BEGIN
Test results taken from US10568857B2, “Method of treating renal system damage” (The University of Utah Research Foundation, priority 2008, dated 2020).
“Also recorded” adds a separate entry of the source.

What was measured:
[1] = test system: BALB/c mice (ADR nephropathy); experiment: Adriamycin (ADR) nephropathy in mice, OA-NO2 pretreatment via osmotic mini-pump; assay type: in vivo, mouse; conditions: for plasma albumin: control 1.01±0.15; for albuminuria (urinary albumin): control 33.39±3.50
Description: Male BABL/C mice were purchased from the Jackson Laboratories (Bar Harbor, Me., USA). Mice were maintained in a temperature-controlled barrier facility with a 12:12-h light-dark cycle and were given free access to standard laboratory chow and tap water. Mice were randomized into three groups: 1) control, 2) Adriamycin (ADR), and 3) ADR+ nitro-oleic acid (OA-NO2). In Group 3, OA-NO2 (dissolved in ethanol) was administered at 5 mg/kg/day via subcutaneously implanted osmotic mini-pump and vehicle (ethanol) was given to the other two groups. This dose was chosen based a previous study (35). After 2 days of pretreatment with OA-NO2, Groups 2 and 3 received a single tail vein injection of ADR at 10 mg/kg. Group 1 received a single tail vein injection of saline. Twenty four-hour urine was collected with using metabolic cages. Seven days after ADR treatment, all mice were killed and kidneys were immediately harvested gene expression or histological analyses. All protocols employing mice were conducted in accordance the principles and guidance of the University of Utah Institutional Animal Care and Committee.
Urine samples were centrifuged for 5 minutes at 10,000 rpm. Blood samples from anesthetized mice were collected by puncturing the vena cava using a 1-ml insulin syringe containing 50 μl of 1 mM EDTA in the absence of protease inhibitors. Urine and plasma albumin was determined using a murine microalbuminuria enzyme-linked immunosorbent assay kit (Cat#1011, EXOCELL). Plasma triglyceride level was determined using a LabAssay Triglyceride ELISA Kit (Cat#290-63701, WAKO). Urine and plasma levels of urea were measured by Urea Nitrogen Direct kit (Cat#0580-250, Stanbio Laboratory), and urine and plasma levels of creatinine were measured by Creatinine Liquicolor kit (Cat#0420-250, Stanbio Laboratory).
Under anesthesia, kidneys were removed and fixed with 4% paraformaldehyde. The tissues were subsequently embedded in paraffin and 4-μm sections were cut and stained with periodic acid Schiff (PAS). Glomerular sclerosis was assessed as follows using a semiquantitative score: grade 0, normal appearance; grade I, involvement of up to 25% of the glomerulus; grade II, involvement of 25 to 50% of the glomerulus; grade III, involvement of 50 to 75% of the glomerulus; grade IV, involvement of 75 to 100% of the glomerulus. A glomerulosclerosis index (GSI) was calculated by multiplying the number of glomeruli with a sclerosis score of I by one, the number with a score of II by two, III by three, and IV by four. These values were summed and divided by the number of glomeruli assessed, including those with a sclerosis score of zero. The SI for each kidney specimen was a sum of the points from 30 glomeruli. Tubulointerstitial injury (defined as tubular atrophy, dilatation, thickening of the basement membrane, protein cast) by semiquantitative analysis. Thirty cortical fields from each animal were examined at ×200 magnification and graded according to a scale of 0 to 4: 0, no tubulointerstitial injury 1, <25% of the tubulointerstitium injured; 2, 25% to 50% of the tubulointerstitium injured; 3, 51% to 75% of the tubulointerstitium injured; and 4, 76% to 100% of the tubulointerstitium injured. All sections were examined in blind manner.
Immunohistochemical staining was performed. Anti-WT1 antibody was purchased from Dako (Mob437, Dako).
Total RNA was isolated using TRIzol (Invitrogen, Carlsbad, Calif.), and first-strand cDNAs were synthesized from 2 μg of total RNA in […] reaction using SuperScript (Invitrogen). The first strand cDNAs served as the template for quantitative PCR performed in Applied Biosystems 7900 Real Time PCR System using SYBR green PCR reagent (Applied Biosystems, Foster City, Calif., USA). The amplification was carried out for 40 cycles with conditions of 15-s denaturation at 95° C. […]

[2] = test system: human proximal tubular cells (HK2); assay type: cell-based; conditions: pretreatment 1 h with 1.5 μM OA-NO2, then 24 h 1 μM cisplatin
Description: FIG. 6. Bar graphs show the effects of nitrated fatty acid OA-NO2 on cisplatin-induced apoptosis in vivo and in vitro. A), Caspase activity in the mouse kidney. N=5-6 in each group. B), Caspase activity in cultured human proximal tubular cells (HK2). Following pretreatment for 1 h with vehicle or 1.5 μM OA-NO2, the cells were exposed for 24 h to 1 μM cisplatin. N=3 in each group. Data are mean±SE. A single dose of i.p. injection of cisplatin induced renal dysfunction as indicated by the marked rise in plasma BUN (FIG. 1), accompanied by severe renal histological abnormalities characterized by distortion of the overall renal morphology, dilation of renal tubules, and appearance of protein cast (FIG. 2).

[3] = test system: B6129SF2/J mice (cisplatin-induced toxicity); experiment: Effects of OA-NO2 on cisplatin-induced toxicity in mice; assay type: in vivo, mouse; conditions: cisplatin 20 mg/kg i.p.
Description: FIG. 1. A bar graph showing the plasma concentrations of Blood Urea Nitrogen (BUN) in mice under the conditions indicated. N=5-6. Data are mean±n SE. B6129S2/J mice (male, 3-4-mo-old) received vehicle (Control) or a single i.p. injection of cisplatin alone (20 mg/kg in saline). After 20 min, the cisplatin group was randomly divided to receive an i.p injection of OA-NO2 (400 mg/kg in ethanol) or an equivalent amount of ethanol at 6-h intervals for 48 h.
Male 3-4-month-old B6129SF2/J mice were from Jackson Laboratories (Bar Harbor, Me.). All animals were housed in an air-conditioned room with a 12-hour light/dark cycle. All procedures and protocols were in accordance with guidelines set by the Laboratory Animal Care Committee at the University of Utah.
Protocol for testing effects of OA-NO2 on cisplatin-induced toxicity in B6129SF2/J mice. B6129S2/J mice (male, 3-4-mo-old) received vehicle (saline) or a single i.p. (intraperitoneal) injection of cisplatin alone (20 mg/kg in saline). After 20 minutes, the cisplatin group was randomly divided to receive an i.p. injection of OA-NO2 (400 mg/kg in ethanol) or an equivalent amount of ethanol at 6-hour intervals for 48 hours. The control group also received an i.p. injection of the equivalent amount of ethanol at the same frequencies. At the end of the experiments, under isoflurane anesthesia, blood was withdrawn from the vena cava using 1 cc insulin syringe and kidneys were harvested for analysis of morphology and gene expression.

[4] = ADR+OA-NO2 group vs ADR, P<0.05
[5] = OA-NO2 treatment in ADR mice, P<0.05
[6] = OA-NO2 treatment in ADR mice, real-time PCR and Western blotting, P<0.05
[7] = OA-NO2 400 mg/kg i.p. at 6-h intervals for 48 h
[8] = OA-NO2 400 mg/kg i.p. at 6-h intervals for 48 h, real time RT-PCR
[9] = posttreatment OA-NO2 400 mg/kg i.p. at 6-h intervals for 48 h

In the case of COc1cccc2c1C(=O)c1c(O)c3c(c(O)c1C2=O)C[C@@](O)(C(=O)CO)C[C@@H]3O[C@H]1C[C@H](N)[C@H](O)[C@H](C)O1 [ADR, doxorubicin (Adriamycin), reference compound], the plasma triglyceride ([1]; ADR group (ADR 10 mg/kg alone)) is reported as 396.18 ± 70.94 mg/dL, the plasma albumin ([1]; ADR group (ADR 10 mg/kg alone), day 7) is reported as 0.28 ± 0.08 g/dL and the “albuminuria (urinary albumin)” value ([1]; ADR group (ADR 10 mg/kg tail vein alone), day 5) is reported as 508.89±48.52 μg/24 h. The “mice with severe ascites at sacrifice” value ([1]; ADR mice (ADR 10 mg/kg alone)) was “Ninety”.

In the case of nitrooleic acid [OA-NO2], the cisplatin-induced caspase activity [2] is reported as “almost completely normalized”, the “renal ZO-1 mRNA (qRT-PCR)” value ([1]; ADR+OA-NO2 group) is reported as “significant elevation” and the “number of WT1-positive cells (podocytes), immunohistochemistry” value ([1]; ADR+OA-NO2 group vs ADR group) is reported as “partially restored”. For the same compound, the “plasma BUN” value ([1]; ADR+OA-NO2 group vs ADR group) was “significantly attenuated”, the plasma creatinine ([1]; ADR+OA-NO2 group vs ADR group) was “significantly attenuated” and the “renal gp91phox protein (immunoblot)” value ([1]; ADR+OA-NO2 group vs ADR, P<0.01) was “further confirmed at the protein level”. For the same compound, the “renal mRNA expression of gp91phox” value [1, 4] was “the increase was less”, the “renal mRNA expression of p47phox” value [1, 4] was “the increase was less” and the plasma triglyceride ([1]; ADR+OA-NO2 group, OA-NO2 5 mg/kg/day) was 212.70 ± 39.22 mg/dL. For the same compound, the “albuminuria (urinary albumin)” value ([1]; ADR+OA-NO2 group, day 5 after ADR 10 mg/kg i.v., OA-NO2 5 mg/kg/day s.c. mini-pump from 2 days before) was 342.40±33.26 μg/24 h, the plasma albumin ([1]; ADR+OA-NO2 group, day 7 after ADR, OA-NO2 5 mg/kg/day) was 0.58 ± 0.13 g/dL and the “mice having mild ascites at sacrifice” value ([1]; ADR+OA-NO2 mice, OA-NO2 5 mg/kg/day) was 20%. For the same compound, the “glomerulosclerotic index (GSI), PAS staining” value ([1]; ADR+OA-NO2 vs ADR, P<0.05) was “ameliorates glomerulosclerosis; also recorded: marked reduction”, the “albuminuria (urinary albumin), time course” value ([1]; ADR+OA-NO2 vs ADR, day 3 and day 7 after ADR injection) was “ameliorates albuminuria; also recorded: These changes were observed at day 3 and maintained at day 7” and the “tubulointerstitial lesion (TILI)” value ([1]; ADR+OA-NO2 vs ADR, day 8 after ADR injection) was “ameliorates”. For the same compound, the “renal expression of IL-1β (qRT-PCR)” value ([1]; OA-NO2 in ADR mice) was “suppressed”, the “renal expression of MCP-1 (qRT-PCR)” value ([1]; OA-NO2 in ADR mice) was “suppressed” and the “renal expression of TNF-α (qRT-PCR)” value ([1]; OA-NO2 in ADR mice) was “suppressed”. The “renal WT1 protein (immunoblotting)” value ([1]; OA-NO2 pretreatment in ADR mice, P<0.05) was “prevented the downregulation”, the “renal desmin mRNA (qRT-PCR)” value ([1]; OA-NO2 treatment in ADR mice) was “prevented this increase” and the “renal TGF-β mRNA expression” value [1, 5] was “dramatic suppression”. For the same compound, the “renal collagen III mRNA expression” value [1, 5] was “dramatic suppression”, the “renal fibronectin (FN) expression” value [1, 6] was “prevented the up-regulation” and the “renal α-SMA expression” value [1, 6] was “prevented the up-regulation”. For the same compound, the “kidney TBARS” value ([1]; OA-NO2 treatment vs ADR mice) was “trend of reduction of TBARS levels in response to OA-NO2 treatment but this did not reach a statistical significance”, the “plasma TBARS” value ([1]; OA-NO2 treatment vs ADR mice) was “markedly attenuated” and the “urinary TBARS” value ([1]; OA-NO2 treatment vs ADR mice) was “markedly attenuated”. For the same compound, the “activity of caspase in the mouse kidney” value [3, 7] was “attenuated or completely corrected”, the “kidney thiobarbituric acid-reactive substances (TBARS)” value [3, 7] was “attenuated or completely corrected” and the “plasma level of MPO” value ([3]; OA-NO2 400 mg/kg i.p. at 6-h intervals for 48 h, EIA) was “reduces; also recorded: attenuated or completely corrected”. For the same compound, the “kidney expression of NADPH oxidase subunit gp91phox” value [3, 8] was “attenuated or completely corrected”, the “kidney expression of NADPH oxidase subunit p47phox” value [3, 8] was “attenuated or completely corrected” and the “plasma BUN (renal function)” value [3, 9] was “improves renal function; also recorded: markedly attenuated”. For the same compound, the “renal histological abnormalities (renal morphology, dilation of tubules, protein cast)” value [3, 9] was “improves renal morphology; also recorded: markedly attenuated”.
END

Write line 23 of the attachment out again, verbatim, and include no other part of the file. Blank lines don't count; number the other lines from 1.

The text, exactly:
In the case of nitrooleic acid [OA-NO2], the cisplatin-induced caspase activity [2] is reported as “almost completely normalized”, the “renal ZO-1 mRNA (qRT-PCR)” value ([1]; ADR+OA-NO2 group) is reported as “significant elevation” and the “number of WT1-positive cells (podocytes), immunohistochemistry” value ([1]; ADR+OA-NO2 group vs ADR group) is reported as “partially restored”. For the same compound, the “plasma BUN” value ([1]; ADR+OA-NO2 group vs ADR group) was “significantly attenuated”, the plasma creatinine ([1]; ADR+OA-NO2 group vs ADR group) was “significantly attenuated” and the “renal gp91phox protein (immunoblot)” value ([1]; ADR+OA-NO2 group vs ADR, P<0.01) was “further confirmed at the protein level”. For the same compound, the “renal mRNA expression of gp91phox” value [1, 4] was “the increase was less”, the “renal mRNA expression of p47phox” value [1, 4] was “the increase was less” and the plasma triglyceride ([1]; ADR+OA-NO2 group, OA-NO2 5 mg/kg/day) was 212.70 ± 39.22 mg/dL. For the same compound, the “albuminuria (urinary albumin)” value ([1]; ADR+OA-NO2 group, day 5 after ADR 10 mg/kg i.v., OA-NO2 5 mg/kg/day s.c. mini-pump from 2 days before) was 342.40±33.26 μg/24 h, the plasma albumin ([1]; ADR+OA-NO2 group, day 7 after ADR, OA-NO2 5 mg/kg/day) was 0.58 ± 0.13 g/dL and the “mice having mild ascites at sacrifice” value ([1]; ADR+OA-NO2 mice, OA-NO2 5 mg/kg/day) was 20%. For the same compound, the “glomerulosclerotic index (GSI), PAS staining” value ([1]; ADR+OA-NO2 vs ADR, P<0.05) was “ameliorates glomerulosclerosis; also recorded: marked reduction”, the “albuminuria (urinary albumin), time course” value ([1]; ADR+OA-NO2 vs ADR, day 3 and day 7 after ADR injection) was “ameliorates albuminuria; also recorded: These changes were observed at day 3 and maintained at day 7” and the “tubulointerstitial lesion (TILI)” value ([1]; ADR+OA-NO2 vs ADR, day 8 after ADR injection) was “ameliorates”. For the same compound, the “renal expression of IL-1β (qRT-PCR)” value ([1]; OA-NO2 in ADR mice) was “suppressed”, the “renal expression of MCP-1 (qRT-PCR)” value ([1]; OA-NO2 in ADR mice) was “suppressed” and the “renal expression of TNF-α (qRT-PCR)” value ([1]; OA-NO2 in ADR mice) was “suppressed”. The “renal WT1 protein (immunoblotting)” value ([1]; OA-NO2 pretreatment in ADR mice, P<0.05) was “prevented the downregulation”, the “renal desmin mRNA (qRT-PCR)” value ([1]; OA-NO2 treatment in ADR mice) was “prevented this increase” and the “renal TGF-β mRNA expression” value [1, 5] was “dramatic suppression”. For the same compound, the “renal collagen III mRNA expression” value [1, 5] was “dramatic suppression”, the “renal fibronectin (FN) expression” value [1, 6] was “prevented the up-regulation” and the “renal α-SMA expression” value [1, 6] was “prevented the up-regulation”. For the same compound, the “kidney TBARS” value ([1]; OA-NO2 treatment vs ADR mice) was “trend of reduction of TBARS levels in response to OA-NO2 treatment but this did not reach a statistical significance”, the “plasma TBARS” value ([1]; OA-NO2 treatment vs ADR mice) was “markedly attenuated” and the “urinary TBARS” value ([1]; OA-NO2 treatment vs ADR mice) was “markedly attenuated”. For the same compound, the “activity of caspase in the mouse kidney” value [3, 7] was “attenuated or completely corrected”, the “kidney thiobarbituric acid-reactive substances (TBARS)” value [3, 7] was “attenuated or completely corrected” and the “plasma level of MPO” value ([3]; OA-NO2 400 mg/kg i.p. at 6-h intervals for 48 h, EIA) was “reduces; also recorded: attenuated or completely corrected”. For the same compound, the “kidney expression of NADPH oxidase subunit gp91phox” value [3, 8] was “attenuated or completely corrected”, the “kidney expression of NADPH oxidase subunit p47phox” value [3, 8] was “attenuated or completely corrected” and the “plasma BUN (renal function)” value [3, 9] was “improves renal function; also recorded: markedly attenuated”. For the same compound, the “renal histological abnormalities (renal morphology, dilation of tubules, protein cast)” value [3, 9] was “improves renal morphology; also recorded: markedly attenuated”.